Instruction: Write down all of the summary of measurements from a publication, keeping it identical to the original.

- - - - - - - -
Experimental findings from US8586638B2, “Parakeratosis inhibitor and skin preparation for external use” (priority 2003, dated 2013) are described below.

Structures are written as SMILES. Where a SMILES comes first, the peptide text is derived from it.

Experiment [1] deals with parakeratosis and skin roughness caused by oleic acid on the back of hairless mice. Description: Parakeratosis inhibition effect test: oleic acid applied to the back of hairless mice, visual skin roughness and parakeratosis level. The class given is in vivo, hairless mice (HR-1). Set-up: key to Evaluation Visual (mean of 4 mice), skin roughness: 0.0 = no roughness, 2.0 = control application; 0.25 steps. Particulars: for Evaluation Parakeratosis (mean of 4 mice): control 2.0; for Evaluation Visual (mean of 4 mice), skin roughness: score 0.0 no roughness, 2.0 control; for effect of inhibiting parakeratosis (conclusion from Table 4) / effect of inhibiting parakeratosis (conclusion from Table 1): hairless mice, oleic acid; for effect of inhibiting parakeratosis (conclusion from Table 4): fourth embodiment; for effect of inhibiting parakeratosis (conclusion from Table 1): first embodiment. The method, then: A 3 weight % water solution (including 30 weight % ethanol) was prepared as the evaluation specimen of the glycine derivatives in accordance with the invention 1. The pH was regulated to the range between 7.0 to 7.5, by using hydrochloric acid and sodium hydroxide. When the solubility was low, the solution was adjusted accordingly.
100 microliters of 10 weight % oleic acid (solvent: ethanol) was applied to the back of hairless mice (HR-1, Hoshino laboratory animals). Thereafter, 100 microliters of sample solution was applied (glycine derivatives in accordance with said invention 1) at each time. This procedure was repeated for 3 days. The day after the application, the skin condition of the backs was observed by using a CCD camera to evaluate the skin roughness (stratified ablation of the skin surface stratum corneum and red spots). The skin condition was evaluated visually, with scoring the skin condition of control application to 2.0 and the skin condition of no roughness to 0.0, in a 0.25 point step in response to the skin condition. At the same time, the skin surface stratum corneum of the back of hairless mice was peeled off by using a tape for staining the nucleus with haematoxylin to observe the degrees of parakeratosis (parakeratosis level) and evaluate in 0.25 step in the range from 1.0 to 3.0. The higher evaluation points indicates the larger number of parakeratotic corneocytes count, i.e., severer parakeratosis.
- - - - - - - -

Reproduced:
Experimental findings from US8586638B2, “Parakeratosis inhibitor and skin preparation for external use” (priority 2003, dated 2013) are described below.

Structures are written as SMILES. Where a SMILES comes first, the peptide text is derived from it.

Experiment [1] deals with parakeratosis and skin roughness caused by oleic acid on the back of hairless mice. Description: Parakeratosis inhibition effect test: oleic acid applied to the back of hairless mice, visual skin roughness and parakeratosis level. The class given is in vivo, hairless mice (HR-1). Set-up: key to Evaluation Visual (mean of 4 mice), skin roughness: 0.0 = no roughness, 2.0 = control application; 0.25 steps. Particulars: for Evaluation Parakeratosis (mean of 4 mice): control 2.0; for Evaluation Visual (mean of 4 mice), skin roughness: score 0.0 no roughness, 2.0 control; for effect of inhibiting parakeratosis (conclusion from Table 4) / effect of inhibiting parakeratosis (conclusion from Table 1): hairless mice, oleic acid; for effect of inhibiting parakeratosis (conclusion from Table 4): fourth embodiment; for effect of inhibiting parakeratosis (conclusion from Table 1): first embodiment. The method, then: A 3 weight % water solution (including 30 weight % ethanol) was prepared as the evaluation specimen of the glycine derivatives in accordance with the invention 1. The pH was regulated to the range between 7.0 to 7.5, by using hydrochloric acid and sodium hydroxide. When the solubility was low, the solution was adjusted accordingly.
100 microliters of 10 weight % oleic acid (solvent: ethanol) was applied to the back of hairless mice (HR-1, Hoshino laboratory animals). Thereafter, 100 microliters of sample solution was applied (glycine derivatives in accordance with said invention 1) at each time. This procedure was repeated for 3 days. The day after the application, the skin condition of the backs was observed by using a CCD camera to evaluate the skin roughness (stratified ablation of the skin surface stratum corneum and red spots). The skin condition was evaluated visually, with scoring the skin condition of control application to 2.0 and the skin condition of no roughness to 0.0, in a 0.25 point step in response to the skin condition. At the same time, the skin surface stratum corneum of the back of hairless mice was peeled off by using a tape for staining the nucleus with haematoxylin to observe the degrees of parakeratosis (parakeratosis level) and evaluate in 0.25 step in the range from 1.0 to 3.0. The higher evaluation points indicates the larger number of parakeratotic corneocytes count, i.e., severer parakeratosis.